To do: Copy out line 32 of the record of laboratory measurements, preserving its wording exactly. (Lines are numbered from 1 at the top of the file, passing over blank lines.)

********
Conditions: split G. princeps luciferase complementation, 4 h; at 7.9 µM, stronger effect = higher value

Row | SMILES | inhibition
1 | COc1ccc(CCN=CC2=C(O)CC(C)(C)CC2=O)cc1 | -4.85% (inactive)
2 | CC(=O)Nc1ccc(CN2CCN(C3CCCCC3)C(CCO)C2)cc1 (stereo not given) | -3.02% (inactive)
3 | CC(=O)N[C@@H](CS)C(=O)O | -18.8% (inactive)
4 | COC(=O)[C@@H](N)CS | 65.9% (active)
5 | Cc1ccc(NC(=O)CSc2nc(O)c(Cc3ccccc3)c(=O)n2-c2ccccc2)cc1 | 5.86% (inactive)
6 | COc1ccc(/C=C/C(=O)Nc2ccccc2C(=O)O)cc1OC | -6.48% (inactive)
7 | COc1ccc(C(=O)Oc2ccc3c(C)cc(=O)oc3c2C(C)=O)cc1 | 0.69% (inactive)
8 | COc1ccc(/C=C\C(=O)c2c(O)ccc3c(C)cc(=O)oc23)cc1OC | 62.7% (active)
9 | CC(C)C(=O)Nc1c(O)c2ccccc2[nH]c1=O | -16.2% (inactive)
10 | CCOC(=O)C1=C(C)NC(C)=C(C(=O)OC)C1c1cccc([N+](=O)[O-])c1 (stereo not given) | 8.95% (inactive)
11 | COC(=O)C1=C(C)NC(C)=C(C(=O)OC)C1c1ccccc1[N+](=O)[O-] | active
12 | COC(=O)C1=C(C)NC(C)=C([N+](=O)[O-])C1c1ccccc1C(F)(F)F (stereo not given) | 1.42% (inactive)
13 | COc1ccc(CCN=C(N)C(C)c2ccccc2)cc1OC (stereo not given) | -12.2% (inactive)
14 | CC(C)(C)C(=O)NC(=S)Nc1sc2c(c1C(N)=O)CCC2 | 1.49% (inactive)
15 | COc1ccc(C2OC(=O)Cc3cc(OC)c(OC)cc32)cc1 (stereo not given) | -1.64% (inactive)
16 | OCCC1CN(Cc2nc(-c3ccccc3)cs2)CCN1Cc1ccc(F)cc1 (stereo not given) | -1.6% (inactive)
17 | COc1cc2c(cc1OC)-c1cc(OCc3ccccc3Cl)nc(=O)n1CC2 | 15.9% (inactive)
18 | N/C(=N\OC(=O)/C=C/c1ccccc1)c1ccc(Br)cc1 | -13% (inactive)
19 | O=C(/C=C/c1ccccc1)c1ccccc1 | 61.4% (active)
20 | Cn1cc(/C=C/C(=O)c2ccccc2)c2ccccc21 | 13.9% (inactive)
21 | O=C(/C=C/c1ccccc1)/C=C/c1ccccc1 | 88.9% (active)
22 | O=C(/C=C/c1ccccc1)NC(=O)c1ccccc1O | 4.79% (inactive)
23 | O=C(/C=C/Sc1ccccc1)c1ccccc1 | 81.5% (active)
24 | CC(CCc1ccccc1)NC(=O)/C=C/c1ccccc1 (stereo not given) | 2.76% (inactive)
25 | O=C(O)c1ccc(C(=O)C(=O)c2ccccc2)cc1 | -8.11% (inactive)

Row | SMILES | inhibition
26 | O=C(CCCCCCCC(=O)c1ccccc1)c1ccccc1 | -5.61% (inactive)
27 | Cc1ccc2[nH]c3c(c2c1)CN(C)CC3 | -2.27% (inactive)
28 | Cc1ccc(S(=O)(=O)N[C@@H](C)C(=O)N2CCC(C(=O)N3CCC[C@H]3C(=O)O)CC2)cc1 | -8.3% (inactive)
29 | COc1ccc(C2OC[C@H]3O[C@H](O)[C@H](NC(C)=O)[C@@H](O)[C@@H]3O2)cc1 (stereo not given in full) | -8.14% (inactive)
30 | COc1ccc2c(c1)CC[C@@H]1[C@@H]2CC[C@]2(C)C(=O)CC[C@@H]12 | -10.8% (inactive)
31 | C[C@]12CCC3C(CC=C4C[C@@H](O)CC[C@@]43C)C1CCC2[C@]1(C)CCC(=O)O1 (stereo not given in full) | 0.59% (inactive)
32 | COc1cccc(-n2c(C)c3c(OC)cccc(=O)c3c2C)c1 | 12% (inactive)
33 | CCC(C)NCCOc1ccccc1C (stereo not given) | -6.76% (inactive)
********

29 | COc1ccc(C2OC[C@H]3O[C@H](O)[C@H](NC(C)=O)[C@@H](O)[C@@H]3O2)cc1 (stereo not given in full) | -8.14% (inactive)